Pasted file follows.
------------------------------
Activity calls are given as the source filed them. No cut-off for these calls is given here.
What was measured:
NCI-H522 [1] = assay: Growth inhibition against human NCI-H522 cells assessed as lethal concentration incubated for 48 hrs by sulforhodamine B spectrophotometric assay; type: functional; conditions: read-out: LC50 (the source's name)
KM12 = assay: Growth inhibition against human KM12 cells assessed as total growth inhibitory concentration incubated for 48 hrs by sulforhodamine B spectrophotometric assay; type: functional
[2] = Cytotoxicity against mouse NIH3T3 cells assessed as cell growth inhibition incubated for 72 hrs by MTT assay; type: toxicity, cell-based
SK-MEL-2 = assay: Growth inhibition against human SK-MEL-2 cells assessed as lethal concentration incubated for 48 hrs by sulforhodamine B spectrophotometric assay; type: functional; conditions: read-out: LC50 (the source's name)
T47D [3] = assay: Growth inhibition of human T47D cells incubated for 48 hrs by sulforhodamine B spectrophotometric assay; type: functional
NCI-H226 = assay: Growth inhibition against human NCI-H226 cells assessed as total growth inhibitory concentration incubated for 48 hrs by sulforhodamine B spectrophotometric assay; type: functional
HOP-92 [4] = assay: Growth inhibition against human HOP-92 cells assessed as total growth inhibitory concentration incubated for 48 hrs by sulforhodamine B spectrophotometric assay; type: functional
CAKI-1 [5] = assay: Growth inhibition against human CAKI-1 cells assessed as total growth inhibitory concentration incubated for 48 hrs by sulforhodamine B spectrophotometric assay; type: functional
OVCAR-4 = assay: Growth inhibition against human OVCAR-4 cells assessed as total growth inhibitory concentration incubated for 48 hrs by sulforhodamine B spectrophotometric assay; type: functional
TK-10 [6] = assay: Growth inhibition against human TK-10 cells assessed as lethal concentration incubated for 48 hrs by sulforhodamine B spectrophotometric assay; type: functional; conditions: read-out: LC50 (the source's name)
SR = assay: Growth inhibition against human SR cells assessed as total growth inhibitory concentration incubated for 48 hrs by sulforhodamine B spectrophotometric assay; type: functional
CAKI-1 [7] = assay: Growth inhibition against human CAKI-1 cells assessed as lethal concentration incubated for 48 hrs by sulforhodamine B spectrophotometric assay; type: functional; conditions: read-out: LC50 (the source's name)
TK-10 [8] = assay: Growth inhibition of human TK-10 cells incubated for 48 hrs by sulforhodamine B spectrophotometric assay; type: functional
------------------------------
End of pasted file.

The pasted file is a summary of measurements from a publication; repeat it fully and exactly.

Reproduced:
Activity calls are given as the source filed them. No cut-off for these calls is given here.
What was measured:
NCI-H522 [1] = assay: Growth inhibition against human NCI-H522 cells assessed as lethal concentration incubated for 48 hrs by sulforhodamine B spectrophotometric assay; type: functional; conditions: read-out: LC50 (the source's name)
KM12 = assay: Growth inhibition against human KM12 cells assessed as total growth inhibitory concentration incubated for 48 hrs by sulforhodamine B spectrophotometric assay; type: functional
[2] = Cytotoxicity against mouse NIH3T3 cells assessed as cell growth inhibition incubated for 72 hrs by MTT assay; type: toxicity, cell-based
SK-MEL-2 = assay: Growth inhibition against human SK-MEL-2 cells assessed as lethal concentration incubated for 48 hrs by sulforhodamine B spectrophotometric assay; type: functional; conditions: read-out: LC50 (the source's name)
T47D [3] = assay: Growth inhibition of human T47D cells incubated for 48 hrs by sulforhodamine B spectrophotometric assay; type: functional
NCI-H226 = assay: Growth inhibition against human NCI-H226 cells assessed as total growth inhibitory concentration incubated for 48 hrs by sulforhodamine B spectrophotometric assay; type: functional
HOP-92 [4] = assay: Growth inhibition against human HOP-92 cells assessed as total growth inhibitory concentration incubated for 48 hrs by sulforhodamine B spectrophotometric assay; type: functional
CAKI-1 [5] = assay: Growth inhibition against human CAKI-1 cells assessed as total growth inhibitory concentration incubated for 48 hrs by sulforhodamine B spectrophotometric assay; type: functional
OVCAR-4 = assay: Growth inhibition against human OVCAR-4 cells assessed as total growth inhibitory concentration incubated for 48 hrs by sulforhodamine B spectrophotometric assay; type: functional
TK-10 [6] = assay: Growth inhibition against human TK-10 cells assessed as lethal concentration incubated for 48 hrs by sulforhodamine B spectrophotometric assay; type: functional; conditions: read-out: LC50 (the source's name)
SR = assay: Growth inhibition against human SR cells assessed as total growth inhibitory concentration incubated for 48 hrs by sulforhodamine B spectrophotometric assay; type: functional
CAKI-1 [7] = assay: Growth inhibition against human CAKI-1 cells assessed as lethal concentration incubated for 48 hrs by sulforhodamine B spectrophotometric assay; type: functional; conditions: read-out: LC50 (the source's name)
TK-10 [8] = assay: Growth inhibition of human TK-10 cells incubated for 48 hrs by sulforhodamine B spectrophotometric assay; type: functional